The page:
The walls of the house are hand-made brick on the outside, very well done and sealed with thick layers of mortar. Stucco on the inside, with a slab cement floor, easy to sweep and the tin roof kept me dry today when, after many dry days, the rain came to settle the dust and revive the drying vegetation. Rainy season is on its way.

So, what’s with the sea green mosquito net, you might ask. Well, this was my adventure for arrival day.   For those of you who are unfamiliar with mosquito nets, there are several choices, most of which hang from the ceiling. One has a central hanger and then spreads out in all direction like a circus tent, with a central peak and sloping sides. Some versions have a wooden frame at the top, over which the net falls, so the sides don’t slop as closely to the corners of the bed as with a single origin. Others have multiple places to attach to the ceiling to form a rectangle or square. Both of these involve crawling under the bottom edge to get into your bed and all cover the bed but may or may not reach the floor.   Well, I decided to treat myself to an upscale style from China that I found in Kigali, that was a huge self-standing square of metal poles, over which a square tent was suspended.   It looked great in the store although I didn’t much like the pink or yellow colors. But when I went back to decide if I wanted to spend the extra money on it, I was captured by one in light pastel green.   Putting it together was an experience: The only directions were in Chinese and the 12 poles (four for the square on top, four for the bottom, and four for the corner poles, were each comprised of 3-4 smaller segments that then had to be put together.

I had to use my powers of deduction to construct it: Some poles were ever so slightly thinner than the rest, and by referring to the one picture provided along side the Chinese ideographs which I assume were the directions for assembly, and a great deal of trial and error, I assembled it. Halfway through I realized the bed frame that was in the room was too big, so I turned it on its side and built my mosquito enclosure next to it, instead of over it. More than six feet tall, and the same in width and depth, it forms a room within a room. It has zippered sides to enter and leave, no more crawling under the edge of the netting for me!! The only drawback is that the only way I can get to the bathroom now is by entering through one zipper and exiting through another, and then there is always the fear that it won’t fit into my next home.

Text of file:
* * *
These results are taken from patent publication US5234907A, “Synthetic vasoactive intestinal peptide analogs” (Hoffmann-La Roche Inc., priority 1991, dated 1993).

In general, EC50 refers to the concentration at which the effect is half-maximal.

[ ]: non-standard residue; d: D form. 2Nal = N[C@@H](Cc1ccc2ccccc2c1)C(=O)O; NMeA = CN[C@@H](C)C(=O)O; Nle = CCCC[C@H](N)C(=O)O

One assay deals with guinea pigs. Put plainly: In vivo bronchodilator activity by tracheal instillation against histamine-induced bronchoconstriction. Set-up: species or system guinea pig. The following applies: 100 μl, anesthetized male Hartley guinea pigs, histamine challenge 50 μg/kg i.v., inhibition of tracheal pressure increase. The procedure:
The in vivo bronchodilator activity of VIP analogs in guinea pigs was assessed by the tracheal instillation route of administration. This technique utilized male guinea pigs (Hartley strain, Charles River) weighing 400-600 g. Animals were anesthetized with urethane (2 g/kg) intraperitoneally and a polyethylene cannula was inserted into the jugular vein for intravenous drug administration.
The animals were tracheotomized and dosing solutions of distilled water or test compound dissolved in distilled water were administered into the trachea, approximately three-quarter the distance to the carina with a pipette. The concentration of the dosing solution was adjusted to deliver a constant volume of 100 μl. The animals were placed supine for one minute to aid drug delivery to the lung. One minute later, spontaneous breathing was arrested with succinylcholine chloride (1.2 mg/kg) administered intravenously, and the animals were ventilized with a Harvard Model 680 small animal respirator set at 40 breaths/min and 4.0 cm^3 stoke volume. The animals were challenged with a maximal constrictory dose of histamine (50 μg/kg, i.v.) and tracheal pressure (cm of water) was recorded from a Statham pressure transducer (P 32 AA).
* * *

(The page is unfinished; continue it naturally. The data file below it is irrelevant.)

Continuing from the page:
Soft green netting above and on all four sides, it reminds me of a very sophisticated version of the indoor tent that children sometimes make, buy putting a large sheet over a table, for example. There is enough room for my fan, my single mattress, and a little blanket upon which I can do yoga next to the mattress.   I’m sure everyone will consider me crazy for having it, but it is my personal sanctuary into which I enter in the evening. From within, the world looks safe, soft, fuzzy, and … sea green.  It makes me smile, it is ever-so-silly of me to have bought it but I love it.

*The content of this website is mine alone and does not necessarily reflect the views of the U.S. Government, the Peace Corps, or the Rwandan government.